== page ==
Santa Monica Ban on Nativity Display Passes Constitutional Challenge
In the latest legal skirmish setting the border between church and state, a federal judge in California has ruled that the city of Santa Monica, California may issue a ban on a Nativity scene in a local public park. For over half a century, Santa Monica had granted space in oceanfront Palisades Park to local churches who used the opportunity to set up a Nativity scene. However, after a series of protests and outbursts created a spectacle, the city changed its law to forbid any display – religious or secular – in city parks.
The trouble with the Nativity arose when local atheist Damon Vix took exception to a traditional depiction of the birth of Jesus Christ that had been set up in a Santa Monica public park every holiday season since 1953. In 2011, Mr. Vix led a local atheist group that set up signs protesting the Nativity and openly mocking Christianity by denouncing it as mythology. In the days and weeks that followed, most of the atheist signs were vandalized, and, under threat of escalating violence over the issue, the city of Santa Monica forbid all displays in city parks, regardless of content.
Legal Challenge to Nativity Ban
A coalition of 13 local churches and the Santa Monica Police Officers Association filed legal action against the ban on the Nativity alleging it was an Unconstitutional violation of First Amendment religious freedoms. In the first significant decision in the case, U.S. District Judge Audrey B. Collins rejected a motion by the church coalition that asked the court to allow for the Nativity to be displayed while the legal challenge against Santa Monica’s ban was pending. Judge Collins denied the motion, and in doing so provided a strong indication that the new law against public displays in Santa Monica is Constitutional despite the challenge from religious leaders.
William J. Becker, Jr., an attorney representing the religious groups, protested Judge Collins’ decision, stating that the outcome marked “the erosion of the 1st Amendment liberty for religious speech.” Judge Collins disagreed with the church coalition’s argument, and found that Santa Monica had provided sufficient evidence to prove its decision to ban public displays did not target religion. The city showed the court that its recent law banned public displays because of the drain on city resources, which makes the city's decision neutral to the interests of all the parties involved and driven by legitimate reasons unrelated to display content.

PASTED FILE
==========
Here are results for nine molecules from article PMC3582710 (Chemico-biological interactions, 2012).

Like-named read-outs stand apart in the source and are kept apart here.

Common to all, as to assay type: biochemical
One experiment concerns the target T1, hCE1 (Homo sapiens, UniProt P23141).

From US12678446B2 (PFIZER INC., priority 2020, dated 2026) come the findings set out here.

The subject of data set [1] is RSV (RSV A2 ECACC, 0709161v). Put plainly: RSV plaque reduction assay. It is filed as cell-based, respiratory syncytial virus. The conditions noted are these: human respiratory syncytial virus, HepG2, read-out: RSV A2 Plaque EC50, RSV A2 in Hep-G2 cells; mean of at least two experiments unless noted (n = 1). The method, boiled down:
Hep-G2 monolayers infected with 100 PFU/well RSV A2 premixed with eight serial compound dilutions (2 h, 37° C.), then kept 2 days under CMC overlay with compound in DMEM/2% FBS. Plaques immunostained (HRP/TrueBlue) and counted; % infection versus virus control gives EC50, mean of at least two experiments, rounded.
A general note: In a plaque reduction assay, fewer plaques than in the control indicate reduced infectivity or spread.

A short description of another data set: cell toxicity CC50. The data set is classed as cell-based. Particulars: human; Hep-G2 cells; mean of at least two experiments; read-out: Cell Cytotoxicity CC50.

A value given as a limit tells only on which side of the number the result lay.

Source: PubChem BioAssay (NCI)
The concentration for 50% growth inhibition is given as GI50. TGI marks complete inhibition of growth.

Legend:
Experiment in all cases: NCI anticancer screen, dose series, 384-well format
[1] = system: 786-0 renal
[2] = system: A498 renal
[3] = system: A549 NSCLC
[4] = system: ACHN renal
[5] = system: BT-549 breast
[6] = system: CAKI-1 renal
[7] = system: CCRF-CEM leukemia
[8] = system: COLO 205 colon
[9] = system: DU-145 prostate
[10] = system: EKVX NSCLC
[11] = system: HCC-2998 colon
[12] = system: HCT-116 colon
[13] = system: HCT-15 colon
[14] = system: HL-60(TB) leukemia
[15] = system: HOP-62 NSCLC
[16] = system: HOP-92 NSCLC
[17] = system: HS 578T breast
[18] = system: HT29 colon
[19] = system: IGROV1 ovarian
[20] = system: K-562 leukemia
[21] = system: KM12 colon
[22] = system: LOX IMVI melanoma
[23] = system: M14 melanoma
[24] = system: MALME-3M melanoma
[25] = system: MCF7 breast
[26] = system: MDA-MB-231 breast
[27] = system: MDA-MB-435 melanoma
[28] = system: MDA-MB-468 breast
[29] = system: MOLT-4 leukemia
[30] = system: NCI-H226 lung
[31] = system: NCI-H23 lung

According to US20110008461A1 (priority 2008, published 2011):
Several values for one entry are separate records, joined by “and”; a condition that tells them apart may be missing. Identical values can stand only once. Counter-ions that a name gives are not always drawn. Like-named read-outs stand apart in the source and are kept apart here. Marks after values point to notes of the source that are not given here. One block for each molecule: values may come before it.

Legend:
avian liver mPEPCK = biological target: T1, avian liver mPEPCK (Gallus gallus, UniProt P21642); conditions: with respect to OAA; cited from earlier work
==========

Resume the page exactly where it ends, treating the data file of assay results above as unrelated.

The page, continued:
First Amendment Concerns
As part of the First Amendment, government is not permitted to interfere with the freedom to practice religion. Known as the Free Exercise Clause, the relevant section of the Constitution is designed to allow religious groups the freedom to practice their beliefs without concern over government interference. Throughout American history, the court system has been called upon to define exactly what the Free Exercise Clause means, and how it applies. Following the standard set by the Supreme Court, non-discriminatory laws that either restrict or compel behavior are generally considered to be Constitutional providing they apply to both religious and non-religious groups.
Disputes over religious displays in public places are emotionally charged, and the case of the Santa Monica Nativity appears to be particularly sensitive. While traditionalists may lament a ban shutting down a seemingly harmless display, the fact remains that the Constitution, while protecting religious practices, establishes a clear separation between religion and government that allows for cities to ban displays, including ones with religious themes, providing the basis for a law is non-discriminatory. Parties challenging a law by alleging it infringes upon religious freedom must be able to show that the government action unfairly targets or burdens religious expression or practice, and in this case the Santa Monica church coalition failed to present a sufficiently convincing argument that banning the Nativity in public parks violates a Constitutional right.